OBJECTIVE:

To explore the relationship between prenatal hemoglobin (Hb) concentration and infant cognitive and motor functions.

METHODS:

Our prospective cohort study included 1-year-old children born to women enrolled at their first antenatal care (ANC) visit in Allada, Benin, before 29 weeks of pregnancy, within a trial comparing the efficacy of sulfadoxine-pyrimethamine and mefloquine. Hb concentrations of pregnant women were determined from venous blood samples collected at first and second ANC visits of at least 1-month interval and at delivery. Women were prescribed oral iron, folic acid, and anthelminthics after the first ANC visit. A total of 636 children (76.8% of eligible children) were assessed by trained research nurses for cognitive and motor functions by using the Mullen Scales of Early Learning.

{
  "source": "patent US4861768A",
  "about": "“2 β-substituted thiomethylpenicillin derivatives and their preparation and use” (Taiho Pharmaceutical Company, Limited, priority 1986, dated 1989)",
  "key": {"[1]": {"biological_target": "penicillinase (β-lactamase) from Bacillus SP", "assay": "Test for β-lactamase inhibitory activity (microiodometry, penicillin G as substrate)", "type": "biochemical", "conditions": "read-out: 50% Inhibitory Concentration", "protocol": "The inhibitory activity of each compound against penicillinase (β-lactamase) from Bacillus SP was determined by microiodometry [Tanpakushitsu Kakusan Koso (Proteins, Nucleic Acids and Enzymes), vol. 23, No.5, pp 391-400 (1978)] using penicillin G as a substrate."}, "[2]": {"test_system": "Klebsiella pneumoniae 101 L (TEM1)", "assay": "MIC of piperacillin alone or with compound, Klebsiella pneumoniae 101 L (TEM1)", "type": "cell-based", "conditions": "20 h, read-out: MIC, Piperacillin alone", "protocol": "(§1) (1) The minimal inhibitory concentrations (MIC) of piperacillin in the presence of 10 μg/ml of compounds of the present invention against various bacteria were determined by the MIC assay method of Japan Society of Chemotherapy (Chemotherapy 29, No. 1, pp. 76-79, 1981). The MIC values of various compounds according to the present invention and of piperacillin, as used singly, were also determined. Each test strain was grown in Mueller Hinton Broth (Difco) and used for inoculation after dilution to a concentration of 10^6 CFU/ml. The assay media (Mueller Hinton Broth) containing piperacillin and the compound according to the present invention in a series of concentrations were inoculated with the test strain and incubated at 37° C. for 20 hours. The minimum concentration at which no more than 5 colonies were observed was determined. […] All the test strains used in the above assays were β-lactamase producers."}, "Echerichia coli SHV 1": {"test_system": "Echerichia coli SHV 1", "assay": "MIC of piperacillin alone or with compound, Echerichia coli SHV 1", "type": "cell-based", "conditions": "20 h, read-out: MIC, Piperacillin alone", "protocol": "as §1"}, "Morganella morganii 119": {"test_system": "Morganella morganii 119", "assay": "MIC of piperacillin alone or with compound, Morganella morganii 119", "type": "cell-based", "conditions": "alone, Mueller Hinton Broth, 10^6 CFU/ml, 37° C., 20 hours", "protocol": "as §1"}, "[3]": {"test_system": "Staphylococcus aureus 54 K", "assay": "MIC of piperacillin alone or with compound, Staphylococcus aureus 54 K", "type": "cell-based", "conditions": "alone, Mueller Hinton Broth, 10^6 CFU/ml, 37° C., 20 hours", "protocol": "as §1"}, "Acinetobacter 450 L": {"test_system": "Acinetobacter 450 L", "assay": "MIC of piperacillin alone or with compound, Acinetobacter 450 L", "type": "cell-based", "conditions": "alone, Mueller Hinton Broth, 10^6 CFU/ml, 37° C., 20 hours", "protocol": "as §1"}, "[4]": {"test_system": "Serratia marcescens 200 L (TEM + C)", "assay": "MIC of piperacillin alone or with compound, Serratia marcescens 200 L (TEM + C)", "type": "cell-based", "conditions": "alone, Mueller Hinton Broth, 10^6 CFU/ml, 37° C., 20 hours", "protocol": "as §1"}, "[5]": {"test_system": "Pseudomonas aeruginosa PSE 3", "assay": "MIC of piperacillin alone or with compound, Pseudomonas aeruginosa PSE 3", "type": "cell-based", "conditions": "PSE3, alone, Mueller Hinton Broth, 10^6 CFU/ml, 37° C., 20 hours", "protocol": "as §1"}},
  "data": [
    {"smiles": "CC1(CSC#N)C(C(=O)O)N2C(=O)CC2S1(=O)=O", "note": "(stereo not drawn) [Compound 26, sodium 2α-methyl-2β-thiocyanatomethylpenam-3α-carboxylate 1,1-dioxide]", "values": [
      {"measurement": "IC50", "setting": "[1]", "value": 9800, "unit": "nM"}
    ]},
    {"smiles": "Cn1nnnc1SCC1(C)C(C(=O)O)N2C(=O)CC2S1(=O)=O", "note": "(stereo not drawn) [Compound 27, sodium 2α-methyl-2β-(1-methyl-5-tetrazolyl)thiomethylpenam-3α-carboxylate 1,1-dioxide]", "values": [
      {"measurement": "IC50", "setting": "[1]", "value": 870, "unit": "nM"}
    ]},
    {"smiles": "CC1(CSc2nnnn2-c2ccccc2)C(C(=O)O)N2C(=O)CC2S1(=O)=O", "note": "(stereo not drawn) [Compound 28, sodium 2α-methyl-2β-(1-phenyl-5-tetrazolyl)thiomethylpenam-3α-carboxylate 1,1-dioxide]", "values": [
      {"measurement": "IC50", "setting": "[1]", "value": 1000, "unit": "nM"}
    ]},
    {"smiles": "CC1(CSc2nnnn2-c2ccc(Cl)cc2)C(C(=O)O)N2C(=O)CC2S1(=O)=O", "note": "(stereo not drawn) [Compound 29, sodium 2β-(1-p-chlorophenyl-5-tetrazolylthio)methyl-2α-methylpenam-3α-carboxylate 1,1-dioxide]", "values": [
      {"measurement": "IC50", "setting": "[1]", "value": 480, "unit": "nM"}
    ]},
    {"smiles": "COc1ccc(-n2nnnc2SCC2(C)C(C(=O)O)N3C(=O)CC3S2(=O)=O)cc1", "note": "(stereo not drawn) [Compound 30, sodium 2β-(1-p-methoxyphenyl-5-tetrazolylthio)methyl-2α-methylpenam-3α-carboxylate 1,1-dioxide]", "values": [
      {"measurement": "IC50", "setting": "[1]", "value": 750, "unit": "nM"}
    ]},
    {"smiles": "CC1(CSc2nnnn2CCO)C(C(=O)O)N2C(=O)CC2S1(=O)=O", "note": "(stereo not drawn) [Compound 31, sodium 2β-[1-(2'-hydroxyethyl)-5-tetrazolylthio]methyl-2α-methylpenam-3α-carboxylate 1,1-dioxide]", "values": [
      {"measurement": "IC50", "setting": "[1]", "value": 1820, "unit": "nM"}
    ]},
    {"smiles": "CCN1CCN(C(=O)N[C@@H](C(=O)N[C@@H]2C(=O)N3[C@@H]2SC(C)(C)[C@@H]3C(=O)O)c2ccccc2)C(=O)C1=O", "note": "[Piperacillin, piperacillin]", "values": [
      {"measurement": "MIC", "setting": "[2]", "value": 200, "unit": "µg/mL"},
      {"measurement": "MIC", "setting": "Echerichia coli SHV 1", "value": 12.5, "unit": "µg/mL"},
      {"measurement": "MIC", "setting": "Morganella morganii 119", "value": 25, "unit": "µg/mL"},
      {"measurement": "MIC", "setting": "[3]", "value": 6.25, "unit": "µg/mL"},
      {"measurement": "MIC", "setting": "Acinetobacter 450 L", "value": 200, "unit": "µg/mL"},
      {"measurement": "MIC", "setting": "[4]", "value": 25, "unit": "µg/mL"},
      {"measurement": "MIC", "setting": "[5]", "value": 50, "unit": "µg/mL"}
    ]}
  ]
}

RESULTS:

Prevalence of anemia (Hb < 110 g/L) decreased from 67.0% at first ANC visit (mean gestational age [SD], 22.1 [4.0] weeks) to 38.4% at delivery. Mean (SD) Hb concentrations increased from 103.7 (12.3) at first ANC visit to 112.4 (14.1) at delivery. We observed a significant negative quadratic relationship between infant gross motor (GM) function and Hb concentration at first and second ANC visits. Thus, infant GM scores increased sharply with increasing maternal Hb concentration until 90 g/L where increasing GM was mild, and began to decline after 110 g/L.

CONCLUSIONS:

There appears to be an Hb concentration range that may be optimal for GM function of 1-year-old children. This may reflect the importance of physiologic hemodilution, which occurs after the second trimester until 34 weeks of gestation.

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